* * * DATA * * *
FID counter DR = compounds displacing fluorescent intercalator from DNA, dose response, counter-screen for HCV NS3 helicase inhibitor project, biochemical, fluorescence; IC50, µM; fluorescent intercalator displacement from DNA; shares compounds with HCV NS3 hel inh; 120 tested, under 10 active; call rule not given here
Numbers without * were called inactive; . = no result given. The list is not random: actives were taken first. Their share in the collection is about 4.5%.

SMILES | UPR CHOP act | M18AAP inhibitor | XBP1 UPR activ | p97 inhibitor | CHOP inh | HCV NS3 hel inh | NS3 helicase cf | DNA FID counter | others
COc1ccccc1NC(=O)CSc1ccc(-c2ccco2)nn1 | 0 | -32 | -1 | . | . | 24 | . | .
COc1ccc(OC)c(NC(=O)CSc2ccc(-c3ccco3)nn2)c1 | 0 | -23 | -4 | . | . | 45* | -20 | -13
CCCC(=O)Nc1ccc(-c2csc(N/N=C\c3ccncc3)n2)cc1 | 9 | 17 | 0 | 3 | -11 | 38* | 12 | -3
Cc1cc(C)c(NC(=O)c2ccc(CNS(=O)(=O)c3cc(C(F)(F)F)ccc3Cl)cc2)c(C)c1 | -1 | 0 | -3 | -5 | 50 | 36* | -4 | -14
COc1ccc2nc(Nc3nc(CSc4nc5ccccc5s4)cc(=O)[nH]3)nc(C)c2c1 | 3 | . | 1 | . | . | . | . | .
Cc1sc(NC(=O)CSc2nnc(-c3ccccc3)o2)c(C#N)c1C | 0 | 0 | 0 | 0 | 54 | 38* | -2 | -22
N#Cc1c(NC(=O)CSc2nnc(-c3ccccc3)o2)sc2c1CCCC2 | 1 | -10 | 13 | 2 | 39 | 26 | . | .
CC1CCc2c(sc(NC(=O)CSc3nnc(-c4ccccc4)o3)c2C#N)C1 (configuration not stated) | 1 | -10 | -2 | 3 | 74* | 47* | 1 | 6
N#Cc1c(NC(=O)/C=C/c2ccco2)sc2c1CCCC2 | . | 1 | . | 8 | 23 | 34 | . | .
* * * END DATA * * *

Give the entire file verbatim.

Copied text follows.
FID counter DR = compounds displacing fluorescent intercalator from DNA, dose response, counter-screen for HCV NS3 helicase inhibitor project, biochemical, fluorescence; IC50, µM; fluorescent intercalator displacement from DNA; shares compounds with HCV NS3 hel inh; 120 tested, under 10 active; call rule not given here
Numbers without * were called inactive; . = no result given. The list is not random: actives were taken first. Their share in the collection is about 4.5%.

SMILES | UPR CHOP act | M18AAP inhibitor | XBP1 UPR activ | p97 inhibitor | CHOP inh | HCV NS3 hel inh | NS3 helicase cf | DNA FID counter | others
COc1ccccc1NC(=O)CSc1ccc(-c2ccco2)nn1 | 0 | -32 | -1 | . | . | 24 | . | .
COc1ccc(OC)c(NC(=O)CSc2ccc(-c3ccco3)nn2)c1 | 0 | -23 | -4 | . | . | 45* | -20 | -13
CCCC(=O)Nc1ccc(-c2csc(N/N=C\c3ccncc3)n2)cc1 | 9 | 17 | 0 | 3 | -11 | 38* | 12 | -3
Cc1cc(C)c(NC(=O)c2ccc(CNS(=O)(=O)c3cc(C(F)(F)F)ccc3Cl)cc2)c(C)c1 | -1 | 0 | -3 | -5 | 50 | 36* | -4 | -14
COc1ccc2nc(Nc3nc(CSc4nc5ccccc5s4)cc(=O)[nH]3)nc(C)c2c1 | 3 | . | 1 | . | . | . | . | .
Cc1sc(NC(=O)CSc2nnc(-c3ccccc3)o2)c(C#N)c1C | 0 | 0 | 0 | 0 | 54 | 38* | -2 | -22
N#Cc1c(NC(=O)CSc2nnc(-c3ccccc3)o2)sc2c1CCCC2 | 1 | -10 | 13 | 2 | 39 | 26 | . | .
CC1CCc2c(sc(NC(=O)CSc3nnc(-c4ccccc4)o3)c2C#N)C1 (configuration not stated) | 1 | -10 | -2 | 3 | 74* | 47* | 1 | 6
N#Cc1c(NC(=O)/C=C/c2ccco2)sc2c1CCCC2 | . | 1 | . | 8 | 23 | 34 | . | .